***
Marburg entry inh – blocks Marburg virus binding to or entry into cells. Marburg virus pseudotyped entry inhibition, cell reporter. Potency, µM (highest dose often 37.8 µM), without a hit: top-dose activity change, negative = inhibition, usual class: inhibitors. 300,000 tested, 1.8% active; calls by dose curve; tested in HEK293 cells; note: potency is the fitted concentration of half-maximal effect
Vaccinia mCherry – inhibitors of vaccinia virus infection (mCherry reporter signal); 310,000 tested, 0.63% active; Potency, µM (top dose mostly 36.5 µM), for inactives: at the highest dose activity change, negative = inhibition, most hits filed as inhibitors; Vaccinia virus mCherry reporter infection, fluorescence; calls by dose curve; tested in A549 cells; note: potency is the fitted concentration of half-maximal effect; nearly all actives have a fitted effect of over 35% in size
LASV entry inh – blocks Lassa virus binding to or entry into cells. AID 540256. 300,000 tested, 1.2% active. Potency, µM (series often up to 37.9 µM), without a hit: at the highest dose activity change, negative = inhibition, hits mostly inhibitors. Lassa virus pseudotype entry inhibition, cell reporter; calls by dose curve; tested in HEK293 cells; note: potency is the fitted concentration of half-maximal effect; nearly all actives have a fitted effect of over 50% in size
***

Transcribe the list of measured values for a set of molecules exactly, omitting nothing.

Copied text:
Marburg entry inh – blocks Marburg virus binding to or entry into cells. Marburg virus pseudotyped entry inhibition, cell reporter. Potency, µM (highest dose often 37.8 µM), without a hit: top-dose activity change, negative = inhibition, usual class: inhibitors. 300,000 tested, 1.8% active; calls by dose curve; tested in HEK293 cells; note: potency is the fitted concentration of half-maximal effect
Vaccinia mCherry – inhibitors of vaccinia virus infection (mCherry reporter signal); 310,000 tested, 0.63% active; Potency, µM (top dose mostly 36.5 µM), for inactives: at the highest dose activity change, negative = inhibition, most hits filed as inhibitors; Vaccinia virus mCherry reporter infection, fluorescence; calls by dose curve; tested in A549 cells; note: potency is the fitted concentration of half-maximal effect; nearly all actives have a fitted effect of over 35% in size
LASV entry inh – blocks Lassa virus binding to or entry into cells. AID 540256. 300,000 tested, 1.2% active. Potency, µM (series often up to 37.9 µM), without a hit: at the highest dose activity change, negative = inhibition, hits mostly inhibitors. Lassa virus pseudotype entry inhibition, cell reporter; calls by dose curve; tested in HEK293 cells; note: potency is the fitted concentration of half-maximal effect; nearly all actives have a fitted effect of over 50% in size